Carothers, Wallace Hume, 1896-1937Alternative names
Wallace H. Carothers was born in Burlington Iowa on April 27, 1896. He attended undergraduate and graduate classes at the University of Illinois, Urbana where he studied under Roger Adam. In 1928 after several years teaching undergraduates at Harvard he accepted a position in Du Pont's newly formed fundamental research program. By 1930 he and his group, which included Julian W. Hill and the future Nobel Laureate in chemistry, Paul Flory, discovered both Nylon and Neoprene. Carothers was plagued by life long depression and in 1937 committed suicide.
From the description of Papers of Wallace H. Carothers, 1924-1978. (Chemical Heritage Foundation). WorldCat record id: 123984574
Wallace H. Carothers was born on April 27, 1896 in Burlington, Iowa. In 1915 he enrolled in Tarkio College (Missouri) as a chemistry major. In 1920 he enrolled in the chemistry department of the University of Illinois, where he studied under Dr. Roger Adams, completing his Ph.D. in 1924 with a specialization in organic chemistry. In 1926 he was appointed instructor of organic chemistry at Harvard University. Two years later when the Du Pont Company embarked on a fundamental research program at the Wilmington Experimental Station, Carothers was selected to head the research unit in organic chemistry. In 1929 Carothers was elected Associate Editor of the Journal of the American Chemical Society. Carothers' work at Du Pont focused on polymerization and the ways in which polymers structurally analogous to cellulose and silk could be prepared. The result was "fiber 66," the first completely synthetic fiber, patented in 1937 and marketed by Du Pont under the name Nylon. Wallace Carothers committed suicide on April 29, 1937.
From the description of Papers, 1925-1936. (Hagley Museum & Library). WorldCat record id: 122458787
Wallace Hume Carothers, the discoverer of nylon, the first completely synthetic fiber, was born on April 27, 1896, in Burlington, Iowa. He studied chemistry at Tarkio College in Missouri and at the University of Illinois, where he received a Ph. D. in organic chemistry in 1924. Carothers taught at Harvard between 1926 and 1928, when he was selected by E.I. du Pont de Nemours & Co. to head its research unit in organic chemistry. Carothers committed suicide on April 29, 1937, the same year in which nylon was patented.
From the description of Letters to Francis Gelvin Spencer, 1929-1933 [photocopies]. (Hagley Museum & Library). WorldCat record id: 726184712
Wallace Hume Carothers was the discoverer of Nylon.
Carothers was a chemist in E.I. du Pont de Nemours ? received his B.A. at Tarkio College in Missouri and a Ph.D. in organic chemistry at the University of Illinois. In 1926 he went to Harvard University as an Assistant Professor of Chemistry and two years later he began work at the Du Pont Company. At Du Pont, Carothers did research on polymerization theory. In early 1930 the chemists in Carothers' laboratory produced neoprne (synthetic rubber) and the first laboratory-synthesized fiber. In 1934, still working on polymerization theory, Carothers produced the first polyamide fiber which was later to become known as nylon. During the next two years, Carothers suffered frequent bouts of depression. On April 29, 1937, three weeks after the basic nylon patent application was filed, he committed suicide.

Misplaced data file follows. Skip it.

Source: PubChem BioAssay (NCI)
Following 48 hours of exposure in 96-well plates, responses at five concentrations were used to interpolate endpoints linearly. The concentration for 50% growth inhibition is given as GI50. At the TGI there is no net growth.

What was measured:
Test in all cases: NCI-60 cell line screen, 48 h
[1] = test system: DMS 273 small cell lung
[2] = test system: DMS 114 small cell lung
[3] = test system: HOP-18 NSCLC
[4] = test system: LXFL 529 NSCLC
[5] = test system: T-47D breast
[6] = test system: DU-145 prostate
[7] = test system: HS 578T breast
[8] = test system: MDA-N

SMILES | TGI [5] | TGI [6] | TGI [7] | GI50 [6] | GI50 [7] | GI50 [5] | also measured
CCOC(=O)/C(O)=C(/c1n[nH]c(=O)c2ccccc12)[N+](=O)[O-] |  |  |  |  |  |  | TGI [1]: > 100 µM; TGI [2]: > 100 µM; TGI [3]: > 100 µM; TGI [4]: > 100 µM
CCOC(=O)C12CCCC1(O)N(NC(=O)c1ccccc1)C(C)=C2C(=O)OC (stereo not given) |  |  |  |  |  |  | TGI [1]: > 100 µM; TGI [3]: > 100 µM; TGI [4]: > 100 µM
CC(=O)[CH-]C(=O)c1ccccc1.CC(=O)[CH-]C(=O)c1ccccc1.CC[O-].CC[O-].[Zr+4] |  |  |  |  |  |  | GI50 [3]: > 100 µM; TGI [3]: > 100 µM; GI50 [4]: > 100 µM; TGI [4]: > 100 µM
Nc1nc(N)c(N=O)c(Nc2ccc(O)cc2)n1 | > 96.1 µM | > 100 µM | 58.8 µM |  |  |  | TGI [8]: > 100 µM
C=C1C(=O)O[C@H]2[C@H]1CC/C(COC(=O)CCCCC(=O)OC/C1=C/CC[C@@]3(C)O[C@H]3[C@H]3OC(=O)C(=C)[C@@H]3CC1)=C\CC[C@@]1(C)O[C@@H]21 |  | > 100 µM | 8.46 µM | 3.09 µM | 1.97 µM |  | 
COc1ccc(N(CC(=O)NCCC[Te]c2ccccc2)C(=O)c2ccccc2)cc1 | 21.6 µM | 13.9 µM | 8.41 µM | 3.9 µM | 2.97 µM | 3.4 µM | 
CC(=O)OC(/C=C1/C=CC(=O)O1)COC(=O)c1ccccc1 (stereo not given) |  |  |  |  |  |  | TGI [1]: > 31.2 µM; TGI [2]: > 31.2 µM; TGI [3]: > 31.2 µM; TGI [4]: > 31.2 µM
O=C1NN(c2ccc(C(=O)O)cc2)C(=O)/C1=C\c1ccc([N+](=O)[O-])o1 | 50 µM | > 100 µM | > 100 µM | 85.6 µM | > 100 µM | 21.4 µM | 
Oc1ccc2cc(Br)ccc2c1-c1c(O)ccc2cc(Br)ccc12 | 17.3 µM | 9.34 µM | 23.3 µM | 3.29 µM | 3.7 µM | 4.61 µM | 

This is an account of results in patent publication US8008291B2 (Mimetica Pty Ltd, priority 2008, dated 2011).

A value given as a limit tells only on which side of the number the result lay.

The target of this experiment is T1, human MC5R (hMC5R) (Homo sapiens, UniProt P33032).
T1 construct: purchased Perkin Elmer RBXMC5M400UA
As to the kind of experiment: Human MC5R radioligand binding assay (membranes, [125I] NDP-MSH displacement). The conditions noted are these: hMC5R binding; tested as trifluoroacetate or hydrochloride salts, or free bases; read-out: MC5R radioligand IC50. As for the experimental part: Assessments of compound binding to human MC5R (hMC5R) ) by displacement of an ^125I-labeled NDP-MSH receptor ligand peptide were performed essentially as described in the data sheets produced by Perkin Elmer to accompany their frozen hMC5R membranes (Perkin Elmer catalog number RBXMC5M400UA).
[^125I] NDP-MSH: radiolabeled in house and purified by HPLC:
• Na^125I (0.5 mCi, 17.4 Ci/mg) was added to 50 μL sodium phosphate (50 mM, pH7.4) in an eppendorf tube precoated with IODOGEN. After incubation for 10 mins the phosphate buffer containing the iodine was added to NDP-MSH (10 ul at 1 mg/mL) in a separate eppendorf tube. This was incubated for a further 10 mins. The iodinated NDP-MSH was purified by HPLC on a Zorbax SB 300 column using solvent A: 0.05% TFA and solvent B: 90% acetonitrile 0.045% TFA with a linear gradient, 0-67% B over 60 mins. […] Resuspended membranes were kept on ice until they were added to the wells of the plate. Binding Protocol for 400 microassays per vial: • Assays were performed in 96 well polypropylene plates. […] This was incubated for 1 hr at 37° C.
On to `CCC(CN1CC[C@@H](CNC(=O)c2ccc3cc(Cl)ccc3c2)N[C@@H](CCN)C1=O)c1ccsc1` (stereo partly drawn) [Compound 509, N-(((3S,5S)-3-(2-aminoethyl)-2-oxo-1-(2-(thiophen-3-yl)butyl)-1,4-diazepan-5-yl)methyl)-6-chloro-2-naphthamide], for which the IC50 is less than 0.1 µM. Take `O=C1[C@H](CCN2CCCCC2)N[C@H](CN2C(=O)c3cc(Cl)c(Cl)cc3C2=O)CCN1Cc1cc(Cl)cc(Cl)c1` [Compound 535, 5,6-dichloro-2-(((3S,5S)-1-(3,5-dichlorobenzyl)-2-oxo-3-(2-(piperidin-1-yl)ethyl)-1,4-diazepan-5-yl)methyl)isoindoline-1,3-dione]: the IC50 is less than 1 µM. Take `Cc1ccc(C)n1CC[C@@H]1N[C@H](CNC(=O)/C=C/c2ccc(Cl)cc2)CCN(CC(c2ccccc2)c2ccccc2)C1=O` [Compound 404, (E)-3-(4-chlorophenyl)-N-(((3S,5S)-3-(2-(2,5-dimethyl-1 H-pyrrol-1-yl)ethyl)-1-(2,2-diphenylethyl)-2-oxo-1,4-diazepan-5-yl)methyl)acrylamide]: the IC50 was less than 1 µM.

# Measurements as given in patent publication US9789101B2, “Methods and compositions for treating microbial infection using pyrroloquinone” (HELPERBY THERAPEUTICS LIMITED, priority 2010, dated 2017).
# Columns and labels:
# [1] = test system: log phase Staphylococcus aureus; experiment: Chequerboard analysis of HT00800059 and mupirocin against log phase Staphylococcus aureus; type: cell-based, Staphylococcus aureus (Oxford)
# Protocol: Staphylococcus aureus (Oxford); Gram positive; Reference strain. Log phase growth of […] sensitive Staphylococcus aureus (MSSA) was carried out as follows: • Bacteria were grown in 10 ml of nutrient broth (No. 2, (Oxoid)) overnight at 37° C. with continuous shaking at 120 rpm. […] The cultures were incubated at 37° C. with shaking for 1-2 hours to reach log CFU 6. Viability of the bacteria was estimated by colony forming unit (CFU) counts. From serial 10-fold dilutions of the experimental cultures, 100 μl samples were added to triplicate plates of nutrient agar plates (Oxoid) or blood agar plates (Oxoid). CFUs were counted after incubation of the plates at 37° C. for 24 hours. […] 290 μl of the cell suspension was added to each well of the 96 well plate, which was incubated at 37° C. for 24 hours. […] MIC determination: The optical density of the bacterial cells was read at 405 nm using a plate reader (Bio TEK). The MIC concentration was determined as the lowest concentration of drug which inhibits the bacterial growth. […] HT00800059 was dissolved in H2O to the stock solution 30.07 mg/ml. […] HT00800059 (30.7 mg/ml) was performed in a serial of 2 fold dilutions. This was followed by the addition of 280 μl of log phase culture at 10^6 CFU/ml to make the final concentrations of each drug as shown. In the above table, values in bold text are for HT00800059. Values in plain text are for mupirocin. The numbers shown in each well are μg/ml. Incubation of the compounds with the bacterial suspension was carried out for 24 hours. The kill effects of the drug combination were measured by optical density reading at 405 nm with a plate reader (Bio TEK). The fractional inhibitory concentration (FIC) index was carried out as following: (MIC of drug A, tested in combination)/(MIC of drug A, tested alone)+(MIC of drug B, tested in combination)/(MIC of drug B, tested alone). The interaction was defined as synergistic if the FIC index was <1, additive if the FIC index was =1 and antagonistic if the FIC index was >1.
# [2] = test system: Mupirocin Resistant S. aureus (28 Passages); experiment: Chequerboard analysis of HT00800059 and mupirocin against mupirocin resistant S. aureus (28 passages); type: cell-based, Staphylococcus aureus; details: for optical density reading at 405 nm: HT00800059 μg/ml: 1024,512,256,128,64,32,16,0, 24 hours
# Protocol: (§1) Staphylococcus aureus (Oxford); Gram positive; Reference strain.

From the description of Laboratory notebooks, 1928-1937. (Hagley Museum & Library). WorldCat record id: 122405898
Wallace Hume Carothers, the inventor of nylon, was born on April 17, 1896 at Burlington, Iowa. At the age of five, his family moved to Des Moines, where his father, Ira Hume Carothers, was a professor at the Capital City Commercial College. In high school, Carothers became interested in chemistry after reading Robert Kennedy Duncan's popular books on the subject. After graduating high school, he attended Capital City Commercial College for a year. In the fall of 1915 he entered Tarkio College in Missouri as a science major, paying his way by also teaching in the commercial division and acting as private secretary to one of the administrators. When his chemistry professor, Arthur M. Pardee, left Tarkio for the University of South Dakota, Carothers filled in as instructor, although only an undergraduate.
After graduating from Tarkio in 1920, Carothers obtained an M.S. in organic chemistry at the University of Illinois in 1921. By teaching courses in analytical and physical chemistry under Pardee at South Dakota in 1921-22, Carothers earned enough to return to Illinois and complete his Ph.D. in 1924. He taught at Illinois in 1924-26 and at Harvard in 1926-28 before being recruited for Du Pont by Charles M. A. Stine on the promise that he would be allowed free rein to pursue pure research. His work at Du Pont culminated in two major innovations, Neoprene (artificial rubber) and nylon. Although fun-loving and well-rounded, Carothers suffered from bouts of severe depression all of his adult life. The death of his sister contributed to a major breakdown in the summer of 1936, and Carothers committed suicide in a Philadelphia hotel room on April 29, 1937.
From the description of Letters to W. G. Machetanz, 1915-1947 (bulk, 1917-1922). (Hagley Museum & Library). WorldCat record id: 122547155
- Rubber, Artificial
- Carbon compounds
- Technological innovations
- Molecular weights
- Chemistry, Organic
- Chemical industry
- Textile fibers, synthetic
- Atomic weights
- Melting points
- Chemical engineering
- Archival materials
- Polyamide fibers
- Laboratory notebooks
- Research, Industrial
- Delaware (as recorded)